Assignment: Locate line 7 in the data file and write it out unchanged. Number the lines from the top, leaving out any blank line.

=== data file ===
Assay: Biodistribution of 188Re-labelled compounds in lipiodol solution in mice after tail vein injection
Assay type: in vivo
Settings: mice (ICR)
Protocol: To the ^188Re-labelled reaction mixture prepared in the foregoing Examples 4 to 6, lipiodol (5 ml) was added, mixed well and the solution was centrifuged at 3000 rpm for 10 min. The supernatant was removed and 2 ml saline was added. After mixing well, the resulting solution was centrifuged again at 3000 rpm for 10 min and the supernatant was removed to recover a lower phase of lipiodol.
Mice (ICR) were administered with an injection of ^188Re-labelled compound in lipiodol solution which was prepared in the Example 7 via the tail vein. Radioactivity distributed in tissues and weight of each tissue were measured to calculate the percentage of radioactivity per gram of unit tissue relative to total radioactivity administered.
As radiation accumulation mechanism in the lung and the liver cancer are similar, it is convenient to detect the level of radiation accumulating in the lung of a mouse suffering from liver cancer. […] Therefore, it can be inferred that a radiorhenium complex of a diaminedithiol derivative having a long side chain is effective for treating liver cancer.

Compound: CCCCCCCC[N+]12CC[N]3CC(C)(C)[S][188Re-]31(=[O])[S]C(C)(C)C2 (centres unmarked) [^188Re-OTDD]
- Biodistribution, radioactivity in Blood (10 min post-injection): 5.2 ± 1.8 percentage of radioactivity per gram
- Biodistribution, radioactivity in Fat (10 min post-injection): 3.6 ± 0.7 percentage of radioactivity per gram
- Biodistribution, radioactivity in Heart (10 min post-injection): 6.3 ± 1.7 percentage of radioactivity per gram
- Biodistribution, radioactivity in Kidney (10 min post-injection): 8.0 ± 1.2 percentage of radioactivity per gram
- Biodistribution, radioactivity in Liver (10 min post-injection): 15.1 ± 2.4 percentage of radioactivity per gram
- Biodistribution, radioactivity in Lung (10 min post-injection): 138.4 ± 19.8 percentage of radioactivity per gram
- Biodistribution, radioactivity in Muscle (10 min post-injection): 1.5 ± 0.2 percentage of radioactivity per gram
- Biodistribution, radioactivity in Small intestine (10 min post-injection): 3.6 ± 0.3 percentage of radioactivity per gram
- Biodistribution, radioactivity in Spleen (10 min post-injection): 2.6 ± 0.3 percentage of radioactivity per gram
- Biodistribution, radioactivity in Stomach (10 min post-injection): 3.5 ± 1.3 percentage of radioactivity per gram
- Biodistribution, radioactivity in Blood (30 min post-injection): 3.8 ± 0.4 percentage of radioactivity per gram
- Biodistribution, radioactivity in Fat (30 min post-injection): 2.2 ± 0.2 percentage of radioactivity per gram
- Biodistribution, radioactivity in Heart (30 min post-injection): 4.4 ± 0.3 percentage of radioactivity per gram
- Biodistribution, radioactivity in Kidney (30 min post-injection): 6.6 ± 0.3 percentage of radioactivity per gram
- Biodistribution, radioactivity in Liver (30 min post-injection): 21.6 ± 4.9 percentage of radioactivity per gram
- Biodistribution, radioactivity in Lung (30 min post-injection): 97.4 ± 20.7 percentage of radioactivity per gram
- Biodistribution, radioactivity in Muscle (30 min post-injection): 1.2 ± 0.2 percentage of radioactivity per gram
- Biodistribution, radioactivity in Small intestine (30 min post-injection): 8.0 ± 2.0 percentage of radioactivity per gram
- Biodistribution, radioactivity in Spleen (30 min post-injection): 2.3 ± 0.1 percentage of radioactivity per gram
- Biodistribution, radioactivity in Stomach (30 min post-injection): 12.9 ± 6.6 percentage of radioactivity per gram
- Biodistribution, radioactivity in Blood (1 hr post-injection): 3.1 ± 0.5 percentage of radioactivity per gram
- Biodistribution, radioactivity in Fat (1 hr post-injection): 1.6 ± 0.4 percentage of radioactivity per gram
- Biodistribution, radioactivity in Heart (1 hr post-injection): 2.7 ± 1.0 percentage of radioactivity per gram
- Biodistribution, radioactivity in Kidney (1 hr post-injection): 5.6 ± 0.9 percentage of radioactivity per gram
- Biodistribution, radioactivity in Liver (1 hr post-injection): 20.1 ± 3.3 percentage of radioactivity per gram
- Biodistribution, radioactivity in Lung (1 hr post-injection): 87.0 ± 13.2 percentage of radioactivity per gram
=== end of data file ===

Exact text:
Compound: CCCCCCCC[N+]12CC[N]3CC(C)(C)[S][188Re-]31(=[O])[S]C(C)(C)C2 (centres unmarked) [^188Re-OTDD]